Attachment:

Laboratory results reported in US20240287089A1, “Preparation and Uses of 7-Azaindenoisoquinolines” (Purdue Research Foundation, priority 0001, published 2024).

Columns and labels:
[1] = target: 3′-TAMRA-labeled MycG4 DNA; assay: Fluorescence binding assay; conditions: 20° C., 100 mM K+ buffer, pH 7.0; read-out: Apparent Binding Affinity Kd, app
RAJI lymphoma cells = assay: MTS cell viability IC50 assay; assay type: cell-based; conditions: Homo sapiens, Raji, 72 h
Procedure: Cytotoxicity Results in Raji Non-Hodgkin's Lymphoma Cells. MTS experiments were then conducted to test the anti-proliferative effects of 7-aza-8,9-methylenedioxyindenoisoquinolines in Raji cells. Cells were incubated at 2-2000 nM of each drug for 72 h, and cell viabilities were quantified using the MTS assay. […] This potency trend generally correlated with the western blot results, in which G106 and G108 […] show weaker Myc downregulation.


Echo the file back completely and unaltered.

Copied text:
Laboratory results reported in US20240287089A1, “Preparation and Uses of 7-Azaindenoisoquinolines” (Purdue Research Foundation, priority 0001, published 2024).

Columns and labels:
[1] = target: 3′-TAMRA-labeled MycG4 DNA; assay: Fluorescence binding assay; conditions: 20° C., 100 mM K+ buffer, pH 7.0; read-out: Apparent Binding Affinity Kd, app
RAJI lymphoma cells = assay: MTS cell viability IC50 assay; assay type: cell-based; conditions: Homo sapiens, Raji, 72 h
Procedure: Cytotoxicity Results in Raji Non-Hodgkin's Lymphoma Cells. MTS experiments were then conducted to test the anti-proliferative effects of 7-aza-8,9-methylenedioxyindenoisoquinolines in Raji cells. Cells were incubated at 2-2000 nM of each drug for 72 h, and cell viabilities were quantified using the MTS assay. […] This potency trend generally correlated with the western blot results, in which G106 and G108 […] show weaker Myc downregulation.